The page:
In the following essay, “The Achievement of Desire,” Rodriguez describes another sacrifice that has to be made. While reading books on education for his dissertation in the British Museum in London, he came across a portrayal of “the scholarship boy” in The Uses of Literacy by Richard Hoggart. In the passages of Hoggart’s book that most resonated with him, the focus is on how becoming educated entails a sacrifice of intimacy if you are from a non-educated family. The “scholarship boy,” Hoggart wrote, “has to be more and more alone, if he is going to ‘get on’. He will have, probably unconsciously, to oppose the ethos of the hearth, the intense gregariousness of the working-class family group.”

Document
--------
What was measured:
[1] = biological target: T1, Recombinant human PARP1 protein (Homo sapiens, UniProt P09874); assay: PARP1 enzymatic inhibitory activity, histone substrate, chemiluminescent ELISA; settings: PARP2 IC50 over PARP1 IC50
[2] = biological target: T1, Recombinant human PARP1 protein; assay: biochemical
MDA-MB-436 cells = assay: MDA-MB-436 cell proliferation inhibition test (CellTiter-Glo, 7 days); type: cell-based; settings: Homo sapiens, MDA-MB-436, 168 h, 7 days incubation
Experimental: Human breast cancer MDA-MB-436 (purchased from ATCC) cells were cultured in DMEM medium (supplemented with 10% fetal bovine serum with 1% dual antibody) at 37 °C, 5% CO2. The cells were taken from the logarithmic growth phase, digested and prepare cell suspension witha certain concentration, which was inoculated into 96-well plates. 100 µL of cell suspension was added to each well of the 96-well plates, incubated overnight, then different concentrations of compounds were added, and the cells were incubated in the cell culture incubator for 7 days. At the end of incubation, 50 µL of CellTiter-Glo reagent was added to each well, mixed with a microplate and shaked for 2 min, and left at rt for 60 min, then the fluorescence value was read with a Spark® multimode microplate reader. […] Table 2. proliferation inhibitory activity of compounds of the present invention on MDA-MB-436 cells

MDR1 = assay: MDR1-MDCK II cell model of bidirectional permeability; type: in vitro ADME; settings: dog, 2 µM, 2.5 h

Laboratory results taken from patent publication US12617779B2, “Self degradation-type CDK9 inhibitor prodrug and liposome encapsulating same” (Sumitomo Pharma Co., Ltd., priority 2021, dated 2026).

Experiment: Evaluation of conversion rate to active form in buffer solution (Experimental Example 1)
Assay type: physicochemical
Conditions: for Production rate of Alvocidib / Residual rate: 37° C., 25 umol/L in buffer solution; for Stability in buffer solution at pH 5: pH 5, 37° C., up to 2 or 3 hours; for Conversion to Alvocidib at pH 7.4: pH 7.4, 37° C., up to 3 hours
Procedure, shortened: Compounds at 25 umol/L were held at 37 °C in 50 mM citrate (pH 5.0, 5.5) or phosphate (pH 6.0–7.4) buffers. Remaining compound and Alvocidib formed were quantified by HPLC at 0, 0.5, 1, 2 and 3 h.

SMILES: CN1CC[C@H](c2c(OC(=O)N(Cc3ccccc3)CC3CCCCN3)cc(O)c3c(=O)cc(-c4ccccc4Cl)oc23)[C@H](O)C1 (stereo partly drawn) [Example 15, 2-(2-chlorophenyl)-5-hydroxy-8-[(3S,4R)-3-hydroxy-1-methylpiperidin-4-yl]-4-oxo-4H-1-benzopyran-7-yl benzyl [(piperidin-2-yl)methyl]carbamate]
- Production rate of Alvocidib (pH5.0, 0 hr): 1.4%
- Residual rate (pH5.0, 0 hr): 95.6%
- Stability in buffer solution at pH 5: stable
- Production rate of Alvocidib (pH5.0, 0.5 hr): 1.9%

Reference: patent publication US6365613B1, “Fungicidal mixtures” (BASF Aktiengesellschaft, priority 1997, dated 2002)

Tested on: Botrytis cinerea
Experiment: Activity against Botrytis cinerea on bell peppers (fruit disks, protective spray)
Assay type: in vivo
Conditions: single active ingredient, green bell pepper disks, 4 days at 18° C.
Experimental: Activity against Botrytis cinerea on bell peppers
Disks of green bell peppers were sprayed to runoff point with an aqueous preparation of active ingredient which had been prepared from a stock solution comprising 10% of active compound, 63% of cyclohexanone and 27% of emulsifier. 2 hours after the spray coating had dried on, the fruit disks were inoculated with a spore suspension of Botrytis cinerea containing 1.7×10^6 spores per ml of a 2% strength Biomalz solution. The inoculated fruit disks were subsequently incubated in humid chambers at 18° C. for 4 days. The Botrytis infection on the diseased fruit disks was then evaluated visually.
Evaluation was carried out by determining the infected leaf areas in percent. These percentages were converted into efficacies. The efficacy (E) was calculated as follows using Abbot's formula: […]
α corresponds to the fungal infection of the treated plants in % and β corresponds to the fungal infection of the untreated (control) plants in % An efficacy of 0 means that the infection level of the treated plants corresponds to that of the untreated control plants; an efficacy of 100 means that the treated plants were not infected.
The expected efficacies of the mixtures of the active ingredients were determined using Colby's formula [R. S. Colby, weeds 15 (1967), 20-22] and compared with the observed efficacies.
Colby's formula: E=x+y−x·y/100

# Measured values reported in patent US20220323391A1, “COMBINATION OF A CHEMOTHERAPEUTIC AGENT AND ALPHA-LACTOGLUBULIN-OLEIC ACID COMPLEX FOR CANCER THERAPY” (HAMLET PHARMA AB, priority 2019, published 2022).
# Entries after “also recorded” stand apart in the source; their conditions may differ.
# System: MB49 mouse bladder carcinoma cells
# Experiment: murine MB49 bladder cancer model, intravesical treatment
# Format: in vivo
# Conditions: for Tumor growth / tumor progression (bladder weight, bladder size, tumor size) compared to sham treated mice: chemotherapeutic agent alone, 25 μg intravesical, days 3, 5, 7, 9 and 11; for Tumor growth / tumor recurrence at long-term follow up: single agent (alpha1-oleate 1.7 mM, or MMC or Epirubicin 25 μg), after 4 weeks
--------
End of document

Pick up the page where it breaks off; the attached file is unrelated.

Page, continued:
Rodriguez’s childhood goal, once he got over an initial aversion to reading, was to be an educated man. He realized he was changing, but used that knowledge to fuel his ambition:

Those times I remembered the loss of my past with regret, I quickly reminded myself of all the things my teachers could give me. (They could make me an educated man.) I tightened my grip on pencil and books. I evaded nostalgia. Tried hard to forget. But one does not forget by trying to forget. One only remembers. I remembered too well that education had changed my family’s life. I would not have become a scholarship boy had I not so often remembered.

Rodriguez laments that nothing much is written of sacrifice in books on education. According to him, education departments want to have the impossible, two contradictory aims: “Nothing is said of the silence that comes to separate the boy from his parents. Instead, one hears proposals for increasing the self-esteem of students and encouraging early intellectual independence.” He continues: